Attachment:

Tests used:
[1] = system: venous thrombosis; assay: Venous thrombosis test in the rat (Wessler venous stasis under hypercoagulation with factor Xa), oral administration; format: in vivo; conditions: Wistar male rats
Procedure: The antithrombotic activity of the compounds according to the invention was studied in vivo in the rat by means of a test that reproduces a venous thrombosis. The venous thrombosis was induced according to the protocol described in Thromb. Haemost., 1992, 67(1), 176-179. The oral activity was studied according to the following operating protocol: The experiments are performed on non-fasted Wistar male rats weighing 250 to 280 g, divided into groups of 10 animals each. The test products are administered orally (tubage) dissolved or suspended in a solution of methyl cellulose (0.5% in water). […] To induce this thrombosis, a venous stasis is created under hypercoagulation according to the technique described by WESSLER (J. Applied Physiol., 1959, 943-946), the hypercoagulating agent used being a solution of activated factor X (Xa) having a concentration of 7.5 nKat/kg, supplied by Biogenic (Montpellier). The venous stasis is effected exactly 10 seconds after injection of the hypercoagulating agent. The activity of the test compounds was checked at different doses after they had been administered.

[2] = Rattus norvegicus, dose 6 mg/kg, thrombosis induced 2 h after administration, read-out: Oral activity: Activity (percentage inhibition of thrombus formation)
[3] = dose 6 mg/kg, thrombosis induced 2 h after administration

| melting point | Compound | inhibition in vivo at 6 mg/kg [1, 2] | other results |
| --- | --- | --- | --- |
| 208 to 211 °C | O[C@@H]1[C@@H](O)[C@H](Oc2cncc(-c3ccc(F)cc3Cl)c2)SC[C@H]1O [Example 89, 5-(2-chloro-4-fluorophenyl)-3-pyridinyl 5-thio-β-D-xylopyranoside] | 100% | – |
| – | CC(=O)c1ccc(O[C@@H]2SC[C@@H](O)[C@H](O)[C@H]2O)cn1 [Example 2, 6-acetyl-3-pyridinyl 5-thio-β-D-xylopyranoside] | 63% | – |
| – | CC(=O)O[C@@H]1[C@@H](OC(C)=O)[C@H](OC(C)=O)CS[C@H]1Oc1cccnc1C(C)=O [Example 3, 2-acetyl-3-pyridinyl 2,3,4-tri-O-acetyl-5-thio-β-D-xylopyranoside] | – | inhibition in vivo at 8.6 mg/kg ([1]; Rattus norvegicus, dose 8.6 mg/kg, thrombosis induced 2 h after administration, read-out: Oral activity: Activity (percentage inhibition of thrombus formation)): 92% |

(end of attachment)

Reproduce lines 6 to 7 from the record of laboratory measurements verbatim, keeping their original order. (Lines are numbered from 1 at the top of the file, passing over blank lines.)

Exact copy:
| melting point | Compound | inhibition in vivo at 6 mg/kg [1, 2] | other results |
| --- | --- | --- | --- |